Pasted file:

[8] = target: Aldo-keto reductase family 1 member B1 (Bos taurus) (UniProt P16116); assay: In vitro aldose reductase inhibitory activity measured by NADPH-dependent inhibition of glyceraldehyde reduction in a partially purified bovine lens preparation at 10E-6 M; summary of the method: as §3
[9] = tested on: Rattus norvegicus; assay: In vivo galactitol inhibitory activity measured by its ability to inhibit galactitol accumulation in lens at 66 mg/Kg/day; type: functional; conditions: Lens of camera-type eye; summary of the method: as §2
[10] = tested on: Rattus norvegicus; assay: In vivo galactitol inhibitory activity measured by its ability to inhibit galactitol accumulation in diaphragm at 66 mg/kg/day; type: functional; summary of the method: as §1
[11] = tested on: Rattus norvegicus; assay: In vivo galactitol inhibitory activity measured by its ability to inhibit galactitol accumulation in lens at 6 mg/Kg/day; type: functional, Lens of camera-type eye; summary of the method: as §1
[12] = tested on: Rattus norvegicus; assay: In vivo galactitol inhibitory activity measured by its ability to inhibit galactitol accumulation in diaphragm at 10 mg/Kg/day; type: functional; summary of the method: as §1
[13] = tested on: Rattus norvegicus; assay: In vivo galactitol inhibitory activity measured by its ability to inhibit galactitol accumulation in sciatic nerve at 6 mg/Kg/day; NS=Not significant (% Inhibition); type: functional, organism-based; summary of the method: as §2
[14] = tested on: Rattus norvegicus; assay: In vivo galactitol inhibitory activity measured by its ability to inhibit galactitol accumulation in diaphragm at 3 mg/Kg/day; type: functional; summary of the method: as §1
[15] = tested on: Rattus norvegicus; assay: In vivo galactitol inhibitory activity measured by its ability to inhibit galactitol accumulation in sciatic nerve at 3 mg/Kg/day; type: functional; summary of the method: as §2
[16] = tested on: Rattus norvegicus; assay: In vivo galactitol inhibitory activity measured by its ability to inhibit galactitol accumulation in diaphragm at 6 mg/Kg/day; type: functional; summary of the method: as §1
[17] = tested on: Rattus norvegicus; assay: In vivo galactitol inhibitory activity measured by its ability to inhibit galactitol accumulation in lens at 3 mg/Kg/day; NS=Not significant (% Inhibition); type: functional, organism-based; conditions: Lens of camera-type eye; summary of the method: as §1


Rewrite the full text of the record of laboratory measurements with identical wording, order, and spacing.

[8] = target: Aldo-keto reductase family 1 member B1 (Bos taurus) (UniProt P16116); assay: In vitro aldose reductase inhibitory activity measured by NADPH-dependent inhibition of glyceraldehyde reduction in a partially purified bovine lens preparation at 10E-6 M; summary of the method: as §3
[9] = tested on: Rattus norvegicus; assay: In vivo galactitol inhibitory activity measured by its ability to inhibit galactitol accumulation in lens at 66 mg/Kg/day; type: functional; conditions: Lens of camera-type eye; summary of the method: as §2
[10] = tested on: Rattus norvegicus; assay: In vivo galactitol inhibitory activity measured by its ability to inhibit galactitol accumulation in diaphragm at 66 mg/kg/day; type: functional; summary of the method: as §1
[11] = tested on: Rattus norvegicus; assay: In vivo galactitol inhibitory activity measured by its ability to inhibit galactitol accumulation in lens at 6 mg/Kg/day; type: functional, Lens of camera-type eye; summary of the method: as §1
[12] = tested on: Rattus norvegicus; assay: In vivo galactitol inhibitory activity measured by its ability to inhibit galactitol accumulation in diaphragm at 10 mg/Kg/day; type: functional; summary of the method: as §1
[13] = tested on: Rattus norvegicus; assay: In vivo galactitol inhibitory activity measured by its ability to inhibit galactitol accumulation in sciatic nerve at 6 mg/Kg/day; NS=Not significant (% Inhibition); type: functional, organism-based; summary of the method: as §2
[14] = tested on: Rattus norvegicus; assay: In vivo galactitol inhibitory activity measured by its ability to inhibit galactitol accumulation in diaphragm at 3 mg/Kg/day; type: functional; summary of the method: as §1
[15] = tested on: Rattus norvegicus; assay: In vivo galactitol inhibitory activity measured by its ability to inhibit galactitol accumulation in sciatic nerve at 3 mg/Kg/day; type: functional; summary of the method: as §2
[16] = tested on: Rattus norvegicus; assay: In vivo galactitol inhibitory activity measured by its ability to inhibit galactitol accumulation in diaphragm at 6 mg/Kg/day; type: functional; summary of the method: as §1
[17] = tested on: Rattus norvegicus; assay: In vivo galactitol inhibitory activity measured by its ability to inhibit galactitol accumulation in lens at 3 mg/Kg/day; NS=Not significant (% Inhibition); type: functional, organism-based; conditions: Lens of camera-type eye; summary of the method: as §1